Keywords: Human-Computer Interaction, CSCW, Multimodal Machine Learning, Multiple Kernel Learning for Multimodal Fusion
This was my 10-701 Introduction to Machine Learning course project at CMU. The course was taught by Prof. Tom Mitchell.
Negotiation is a complex interaction in which two or more parties confer with one another to arrive at the settlement of some matter like resolving a conflict, or to share common resources. The parties involved in the negotiation often have non-identical preferences and goals that they try to reach. Sometimes the parties simply try to change a situation to their favor by haggling over price. In other cases, there can be a more complex trade-off between issues. Being a good negotiator is not a skill that all humans naturally have; therefore, developing technological interventions to help humans become better negotiators can be very useful. Predicting negotiation outcomes from nonverbal behavior is the first step for any such intervention.
Our dataset includes audiovisual recordings of dyads engaged in a negotiation task via video-conferencing, as shown in the figure above. OpenFace is used to detect facial expressions from the visual data, which are then translated to individualistic, mimicry-based, and synchrony-based features. Additionally, OpenSmile is used to detect speech-related features. More details about these features can be found in the project report. For the baseline models, we trained 3 Linear Support Vector Machines (SVMs) on audio-only, video-only, and audio+video features, which gave accuracies of 48.2%, 48.3%, and 53.33%, respectively. The limitation of these baseline models was that they ignored inherent differences between audio and visual features by fitting the same function to them. To overcome this limitation, we implemented a method called Multiple Kernel Learning (MKL) for Linear SVM. This method allowed us to learn different kernels (mathematical functions) for audio and visual features and combine them together. The Linear SVM with MKL model trained on audio+video features gave an accuracy of 63.1%, thereby increasing the accuracy by around 10% from the multimodal baseline and around 15% from the unimodal baselines. Thus, it is not only important to combine modalities, but it is also important to research new techniques to optimally fuse modalities and encode their interactions with each other.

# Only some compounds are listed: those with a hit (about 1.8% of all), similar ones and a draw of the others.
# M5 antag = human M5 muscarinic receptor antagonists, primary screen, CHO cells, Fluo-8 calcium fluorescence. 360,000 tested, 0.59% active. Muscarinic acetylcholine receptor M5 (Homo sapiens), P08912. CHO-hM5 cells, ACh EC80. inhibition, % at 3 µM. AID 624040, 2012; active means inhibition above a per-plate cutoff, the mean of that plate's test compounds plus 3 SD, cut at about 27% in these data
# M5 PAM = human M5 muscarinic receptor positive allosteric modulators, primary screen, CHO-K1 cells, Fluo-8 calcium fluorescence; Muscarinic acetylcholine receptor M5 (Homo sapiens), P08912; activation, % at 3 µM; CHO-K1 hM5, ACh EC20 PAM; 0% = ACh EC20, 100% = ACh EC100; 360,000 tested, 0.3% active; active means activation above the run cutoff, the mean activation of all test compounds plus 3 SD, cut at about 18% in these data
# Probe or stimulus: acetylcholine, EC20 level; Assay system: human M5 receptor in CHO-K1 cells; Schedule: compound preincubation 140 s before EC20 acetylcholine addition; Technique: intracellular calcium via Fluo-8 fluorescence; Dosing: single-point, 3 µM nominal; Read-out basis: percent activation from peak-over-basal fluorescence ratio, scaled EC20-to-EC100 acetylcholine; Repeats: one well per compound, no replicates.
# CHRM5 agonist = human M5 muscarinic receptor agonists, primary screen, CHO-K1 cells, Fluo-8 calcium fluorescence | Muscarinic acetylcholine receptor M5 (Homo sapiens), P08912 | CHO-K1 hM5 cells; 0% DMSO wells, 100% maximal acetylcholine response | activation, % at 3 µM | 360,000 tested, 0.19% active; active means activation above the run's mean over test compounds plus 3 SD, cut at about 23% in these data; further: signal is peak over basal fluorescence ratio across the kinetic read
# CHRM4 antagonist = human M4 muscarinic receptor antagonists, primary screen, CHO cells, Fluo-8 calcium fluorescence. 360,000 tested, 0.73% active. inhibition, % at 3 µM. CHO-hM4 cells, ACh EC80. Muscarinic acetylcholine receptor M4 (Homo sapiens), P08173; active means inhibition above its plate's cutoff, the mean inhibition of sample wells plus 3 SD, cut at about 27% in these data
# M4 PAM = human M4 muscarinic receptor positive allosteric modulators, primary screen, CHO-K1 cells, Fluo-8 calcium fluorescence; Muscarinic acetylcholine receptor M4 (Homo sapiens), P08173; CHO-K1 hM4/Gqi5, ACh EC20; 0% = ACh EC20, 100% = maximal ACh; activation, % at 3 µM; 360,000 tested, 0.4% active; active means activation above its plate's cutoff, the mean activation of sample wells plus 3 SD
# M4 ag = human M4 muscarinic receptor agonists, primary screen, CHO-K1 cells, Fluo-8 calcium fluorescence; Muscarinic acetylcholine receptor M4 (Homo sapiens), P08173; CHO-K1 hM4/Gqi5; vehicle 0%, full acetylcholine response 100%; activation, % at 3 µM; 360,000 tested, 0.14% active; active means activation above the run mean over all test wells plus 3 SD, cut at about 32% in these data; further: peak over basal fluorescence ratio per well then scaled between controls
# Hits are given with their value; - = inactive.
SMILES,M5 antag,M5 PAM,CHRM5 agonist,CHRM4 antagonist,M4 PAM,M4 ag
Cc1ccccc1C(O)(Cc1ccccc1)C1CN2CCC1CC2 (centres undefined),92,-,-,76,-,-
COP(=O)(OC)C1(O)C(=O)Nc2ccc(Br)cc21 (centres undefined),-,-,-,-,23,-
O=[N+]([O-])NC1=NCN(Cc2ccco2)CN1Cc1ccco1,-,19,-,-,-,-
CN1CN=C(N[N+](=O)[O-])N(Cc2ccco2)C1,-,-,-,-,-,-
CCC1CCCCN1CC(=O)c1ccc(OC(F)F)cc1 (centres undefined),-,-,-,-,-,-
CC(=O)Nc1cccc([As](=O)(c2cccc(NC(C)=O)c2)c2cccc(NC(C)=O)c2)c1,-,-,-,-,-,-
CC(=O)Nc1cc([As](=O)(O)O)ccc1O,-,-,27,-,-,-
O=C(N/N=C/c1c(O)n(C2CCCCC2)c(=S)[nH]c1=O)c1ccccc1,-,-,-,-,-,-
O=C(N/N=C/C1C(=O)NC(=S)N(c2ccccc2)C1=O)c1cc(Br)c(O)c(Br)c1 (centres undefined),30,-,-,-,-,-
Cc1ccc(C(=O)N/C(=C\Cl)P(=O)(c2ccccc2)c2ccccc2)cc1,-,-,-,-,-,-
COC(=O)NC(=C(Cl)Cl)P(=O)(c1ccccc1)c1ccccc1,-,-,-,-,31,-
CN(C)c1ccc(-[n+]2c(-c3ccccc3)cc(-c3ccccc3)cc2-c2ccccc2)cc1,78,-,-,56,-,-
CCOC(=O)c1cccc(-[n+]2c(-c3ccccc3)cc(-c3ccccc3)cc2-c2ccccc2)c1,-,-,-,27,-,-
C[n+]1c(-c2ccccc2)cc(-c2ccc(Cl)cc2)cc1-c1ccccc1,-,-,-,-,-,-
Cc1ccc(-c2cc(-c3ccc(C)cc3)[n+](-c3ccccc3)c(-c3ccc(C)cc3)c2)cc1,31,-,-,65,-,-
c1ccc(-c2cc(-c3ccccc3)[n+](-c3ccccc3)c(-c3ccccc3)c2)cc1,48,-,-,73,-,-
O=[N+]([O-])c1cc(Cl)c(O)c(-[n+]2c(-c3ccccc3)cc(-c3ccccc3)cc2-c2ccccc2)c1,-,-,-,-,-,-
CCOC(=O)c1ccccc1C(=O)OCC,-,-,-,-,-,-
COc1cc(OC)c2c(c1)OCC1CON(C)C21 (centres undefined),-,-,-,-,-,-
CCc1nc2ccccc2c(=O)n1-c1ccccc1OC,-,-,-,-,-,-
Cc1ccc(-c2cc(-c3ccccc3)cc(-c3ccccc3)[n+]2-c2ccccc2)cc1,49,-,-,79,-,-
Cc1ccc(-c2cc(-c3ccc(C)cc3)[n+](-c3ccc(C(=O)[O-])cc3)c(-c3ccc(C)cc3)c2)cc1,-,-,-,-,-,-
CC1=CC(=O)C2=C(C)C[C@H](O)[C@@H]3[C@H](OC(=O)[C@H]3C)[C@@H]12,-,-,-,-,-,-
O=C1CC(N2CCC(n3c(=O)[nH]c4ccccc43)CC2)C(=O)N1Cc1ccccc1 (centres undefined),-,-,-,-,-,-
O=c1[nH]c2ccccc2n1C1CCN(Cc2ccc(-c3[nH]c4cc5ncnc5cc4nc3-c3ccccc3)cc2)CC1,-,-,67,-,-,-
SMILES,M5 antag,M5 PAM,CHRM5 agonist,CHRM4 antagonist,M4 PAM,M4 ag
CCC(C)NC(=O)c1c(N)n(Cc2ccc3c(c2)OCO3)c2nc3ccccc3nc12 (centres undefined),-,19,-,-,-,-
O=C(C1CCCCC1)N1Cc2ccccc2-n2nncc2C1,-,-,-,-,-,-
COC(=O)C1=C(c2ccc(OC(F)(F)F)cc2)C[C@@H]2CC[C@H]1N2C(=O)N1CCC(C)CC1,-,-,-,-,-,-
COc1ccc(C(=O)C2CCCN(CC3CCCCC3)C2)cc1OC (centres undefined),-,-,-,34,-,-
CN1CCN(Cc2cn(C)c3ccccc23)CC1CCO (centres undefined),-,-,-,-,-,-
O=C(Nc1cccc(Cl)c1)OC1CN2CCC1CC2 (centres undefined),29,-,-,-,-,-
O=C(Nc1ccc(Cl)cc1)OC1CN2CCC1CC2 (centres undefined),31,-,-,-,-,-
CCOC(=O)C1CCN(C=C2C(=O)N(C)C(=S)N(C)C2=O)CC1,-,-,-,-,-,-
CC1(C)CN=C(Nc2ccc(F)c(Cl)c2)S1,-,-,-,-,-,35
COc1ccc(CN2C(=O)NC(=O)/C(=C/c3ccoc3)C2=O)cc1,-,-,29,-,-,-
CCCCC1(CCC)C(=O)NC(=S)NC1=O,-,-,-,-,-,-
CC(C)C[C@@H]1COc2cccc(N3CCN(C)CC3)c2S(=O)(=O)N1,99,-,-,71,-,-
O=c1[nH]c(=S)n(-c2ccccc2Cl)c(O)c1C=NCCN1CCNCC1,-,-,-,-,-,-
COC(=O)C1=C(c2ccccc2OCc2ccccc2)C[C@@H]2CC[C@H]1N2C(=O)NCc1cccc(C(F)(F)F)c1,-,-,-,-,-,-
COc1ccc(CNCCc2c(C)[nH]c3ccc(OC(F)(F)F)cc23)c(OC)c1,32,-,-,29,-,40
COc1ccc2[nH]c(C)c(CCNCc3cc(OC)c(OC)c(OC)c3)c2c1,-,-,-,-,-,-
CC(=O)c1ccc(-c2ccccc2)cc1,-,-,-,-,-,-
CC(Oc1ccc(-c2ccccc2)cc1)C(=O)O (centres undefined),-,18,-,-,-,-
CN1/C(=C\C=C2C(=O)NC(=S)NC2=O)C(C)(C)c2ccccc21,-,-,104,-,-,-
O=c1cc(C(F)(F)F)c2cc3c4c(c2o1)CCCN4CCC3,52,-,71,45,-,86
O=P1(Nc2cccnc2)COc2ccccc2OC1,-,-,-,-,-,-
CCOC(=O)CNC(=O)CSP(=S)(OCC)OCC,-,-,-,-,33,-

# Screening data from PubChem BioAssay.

For more details, view the report here: http://prernac.com/reports/mlnego.pdf